Ann Thorac Surg 2009;88:1136-1137. doi:10.1016/j.athoracsur.2009.06.071
© 2009 The Society of Thoracic Surgeons
Original Articles: General Thoracic
Thomas F. Molnar, MD, PhD
Surgical Clinic, Department of Thoracic Surgery, University Medical School of Pecs, Ifjusag u. 13, Pecs H-7632, Hungary
We are presented with an innovative technology for the treatment of the oldest known general thoracic surgical entity: thoracic empyema . The inventor of the vacuum-assisted closure technique and the authors adjusting it to chest application deserve the merit for putting together a jigsaw puzzle. The known elements of basic and time-tested surgical rules of any empyema have now become systematically restructured. Although Celsus (2nd century, AC) adopted the rule of Hippocrates (ie, "ibi pus, ubi evacua," which means where you find pus, empty it), it was Herman Boerhave (1688–1738) of Leyden who laid down four basic principles of treatment. The success of the treatment depended on: (1) proper positioning of the patient (postural drainage), (2) suction through a drain, (3) local instillation, and (4) prevention of untimely closure of the hole in the chest wall. The influence of mild acidity (level of pH) on the environment of the cavity using irrigation (occasionally by wine) was a principle known since Guy de Chauliac (1300–1368). Drainage, which is the main pillar of the philosopy , was refined by using the microtubular effect of Penrose's drain introduced in abdominal surgery in 1890 . The principle of a permanent active evacuation obtained by continuous suction was born as a synthesis of the drainage techniques pioneered by the French Chassaignac (1805–1879) and von Bülau (1835–1900) of Hamburg by the late 19th Century. Actually the method adjusted to intrathoracic environment by the Dutch team (accidentally, also of Leyden) using microtubular foam and permanent evacuation of a closed collecting system is a mere result of a systemic analysis of previous experiences and proper application of the theory.
When the commentator warmly supports the wider application of the method, some limitations should be emphasized, highlighting the authors' own recommendations. Requirement of residual lung tissue seems to be important, as there is a need for expandable tissue to refill the empty space. Therefore, primary thoracic empyema and all kinds of postresectional thoracic empyema (except infected postpneumonectomy cavities) are candidates for this sort of treatment. As far as the pros and cos of this new technique, a pendulum movement is expected in the inclusion criteria. It will take time until this method settles down and consolidates into place. The next step in the consolidation is to avoid excesses (ie, application in an unsatisfactory environment). It can be foreseen that postpneumonectomy space with a significant bronchopleural fistula (BPF) is an unfavourable scenario, at least while a permanent supply of causative organisms are present. Another task is to implement this method into the chain of surgical decision making. It can be used either as an independent method or as a preparatory method prior to a second or third step procedure. The question is only how to optimize the combinations with other methods, as with the undeservedly forgotten chemical decortication using streptase, trypsin, or boric acid. Where the authors can explore still further elements, it is the pH value of the environment they provide. A mild acidity due to the wine flushing, suggested by the old barber surgeons, might have worked as a beacon of light coming from the distant past. The temptation of the usage of local antibiotics was resisted by the authors and they deserve merit for this attitude. History also teaches us of the dangers of antibiotic abuse. This is the way for the past to pave the way to teach the present , and how an old voice was listened to by the authors. The commentator is strongly convinced that if the authors and the strength of the market-seeking industry can practice common sense in self limitation, then thoracic surgery has definitely become richer by a useful method in the fight against a killing wolf in a sheep's skin, ie, thoracic empyema.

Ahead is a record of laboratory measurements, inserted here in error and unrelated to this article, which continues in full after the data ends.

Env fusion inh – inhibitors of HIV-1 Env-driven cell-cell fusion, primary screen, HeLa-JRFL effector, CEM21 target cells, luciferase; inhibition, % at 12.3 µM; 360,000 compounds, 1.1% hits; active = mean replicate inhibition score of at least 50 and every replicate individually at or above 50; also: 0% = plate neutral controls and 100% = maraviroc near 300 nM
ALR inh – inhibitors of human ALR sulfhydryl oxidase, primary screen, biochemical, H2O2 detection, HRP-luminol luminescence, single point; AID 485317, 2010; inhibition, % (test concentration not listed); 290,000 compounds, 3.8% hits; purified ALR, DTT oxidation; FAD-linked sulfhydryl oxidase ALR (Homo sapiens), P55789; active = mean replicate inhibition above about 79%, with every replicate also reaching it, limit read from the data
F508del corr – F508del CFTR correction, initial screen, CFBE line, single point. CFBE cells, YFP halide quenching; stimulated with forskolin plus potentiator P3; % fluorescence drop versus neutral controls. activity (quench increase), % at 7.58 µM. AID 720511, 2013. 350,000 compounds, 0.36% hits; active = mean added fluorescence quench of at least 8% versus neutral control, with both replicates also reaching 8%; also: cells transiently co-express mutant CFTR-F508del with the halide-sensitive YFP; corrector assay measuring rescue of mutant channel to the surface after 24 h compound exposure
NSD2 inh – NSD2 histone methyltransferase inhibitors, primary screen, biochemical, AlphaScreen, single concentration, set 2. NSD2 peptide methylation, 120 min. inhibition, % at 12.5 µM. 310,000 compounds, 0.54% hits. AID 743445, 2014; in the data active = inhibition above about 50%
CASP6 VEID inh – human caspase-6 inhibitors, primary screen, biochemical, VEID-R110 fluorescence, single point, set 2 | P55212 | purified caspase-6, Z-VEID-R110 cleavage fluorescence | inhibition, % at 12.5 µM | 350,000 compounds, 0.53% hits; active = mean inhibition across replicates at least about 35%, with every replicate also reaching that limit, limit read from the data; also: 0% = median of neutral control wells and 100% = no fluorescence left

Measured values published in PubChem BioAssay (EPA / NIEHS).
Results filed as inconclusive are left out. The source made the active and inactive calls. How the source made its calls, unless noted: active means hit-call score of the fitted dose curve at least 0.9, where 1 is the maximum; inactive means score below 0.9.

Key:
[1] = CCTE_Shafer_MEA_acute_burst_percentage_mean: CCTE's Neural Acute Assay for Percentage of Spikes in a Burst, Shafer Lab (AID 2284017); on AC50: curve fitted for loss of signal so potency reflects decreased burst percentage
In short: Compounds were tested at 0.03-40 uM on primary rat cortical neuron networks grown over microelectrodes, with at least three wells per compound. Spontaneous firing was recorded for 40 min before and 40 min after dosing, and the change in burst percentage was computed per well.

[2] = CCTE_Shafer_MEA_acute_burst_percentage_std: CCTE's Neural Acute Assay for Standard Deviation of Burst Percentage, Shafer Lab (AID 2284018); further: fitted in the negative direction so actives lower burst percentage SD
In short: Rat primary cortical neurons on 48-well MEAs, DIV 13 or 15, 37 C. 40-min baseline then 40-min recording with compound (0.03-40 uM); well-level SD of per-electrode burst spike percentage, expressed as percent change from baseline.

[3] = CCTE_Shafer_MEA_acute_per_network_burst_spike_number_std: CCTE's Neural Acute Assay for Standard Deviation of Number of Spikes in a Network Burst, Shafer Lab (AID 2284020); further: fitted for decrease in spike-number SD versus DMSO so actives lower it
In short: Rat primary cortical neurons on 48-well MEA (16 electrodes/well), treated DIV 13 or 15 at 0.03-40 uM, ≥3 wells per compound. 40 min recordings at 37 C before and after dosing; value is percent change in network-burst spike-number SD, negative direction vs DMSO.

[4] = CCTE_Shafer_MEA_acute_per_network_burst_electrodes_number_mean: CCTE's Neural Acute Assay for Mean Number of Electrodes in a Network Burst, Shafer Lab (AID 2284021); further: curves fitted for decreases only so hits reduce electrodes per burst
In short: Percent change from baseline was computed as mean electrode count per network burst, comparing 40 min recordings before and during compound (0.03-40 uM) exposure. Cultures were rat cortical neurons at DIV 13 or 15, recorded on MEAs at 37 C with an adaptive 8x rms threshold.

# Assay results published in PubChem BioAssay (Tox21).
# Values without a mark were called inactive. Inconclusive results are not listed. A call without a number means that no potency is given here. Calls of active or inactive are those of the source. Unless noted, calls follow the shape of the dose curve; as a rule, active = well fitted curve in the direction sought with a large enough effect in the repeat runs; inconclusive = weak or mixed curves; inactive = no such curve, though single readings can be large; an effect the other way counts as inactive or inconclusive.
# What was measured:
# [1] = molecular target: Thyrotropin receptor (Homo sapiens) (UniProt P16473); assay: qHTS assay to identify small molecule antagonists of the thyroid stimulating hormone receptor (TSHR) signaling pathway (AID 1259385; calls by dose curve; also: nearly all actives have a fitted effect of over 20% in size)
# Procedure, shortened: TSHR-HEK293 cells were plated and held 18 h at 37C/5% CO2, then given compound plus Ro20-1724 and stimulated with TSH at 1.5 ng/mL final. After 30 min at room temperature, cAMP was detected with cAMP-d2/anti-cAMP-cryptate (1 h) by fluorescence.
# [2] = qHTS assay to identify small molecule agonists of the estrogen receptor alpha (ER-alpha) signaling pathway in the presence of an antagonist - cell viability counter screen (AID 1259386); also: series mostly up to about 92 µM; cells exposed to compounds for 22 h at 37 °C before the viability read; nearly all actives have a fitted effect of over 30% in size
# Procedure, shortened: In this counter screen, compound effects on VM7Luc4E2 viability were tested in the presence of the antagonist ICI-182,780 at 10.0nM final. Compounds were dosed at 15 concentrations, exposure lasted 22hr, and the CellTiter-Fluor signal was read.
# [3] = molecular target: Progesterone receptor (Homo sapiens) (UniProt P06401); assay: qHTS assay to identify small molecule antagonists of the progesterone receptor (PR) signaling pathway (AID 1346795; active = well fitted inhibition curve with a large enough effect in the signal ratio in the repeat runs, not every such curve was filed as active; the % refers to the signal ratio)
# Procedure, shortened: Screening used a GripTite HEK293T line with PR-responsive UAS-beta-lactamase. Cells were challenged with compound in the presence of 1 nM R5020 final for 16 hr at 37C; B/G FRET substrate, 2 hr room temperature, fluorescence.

- Palmen M, van Breugel HNAM, Geskes GG, et al. Open window thoracostomy treatment of empyema is accelerated by vacuum-assisted closure Ann Thorac Surg 2009;88:1131-1137.[Abstract/Free Full Text]
- Molnar TF, Hasse J, Jeyasingham K, Rendeki SZ. Changing dogmas: history of treatment for traumatic haemothorax pneumothorax and empyema thoracis Ann Thorac Surg 2004;77:372-378.[Abstract/Free Full Text]
- Penrose ChB. Drainage in abdominal surgery JAMA 1890;14:264-266.
- Molnar TF, Lukacs L. Tolstoy's report of five cases with chest trauma and its relevance to contemporary military surgical experience World J Surg 2006;30:1400-1402.[Medline]
Open Window Thoracostomy Treatment of Empyema Is Accelerated by Vacuum-Assisted Closure
- Meindert Palmen, H. Nathalie A.M. van Breugel, Gijs G. Geskes, Arne van Belle, Jos M.H. Swennen, André H.M. Drijkoningen, Rene R. van der Hulst, and Jos G. Maessen
Ann. Thorac. Surg. 2009 88: 1131-1136.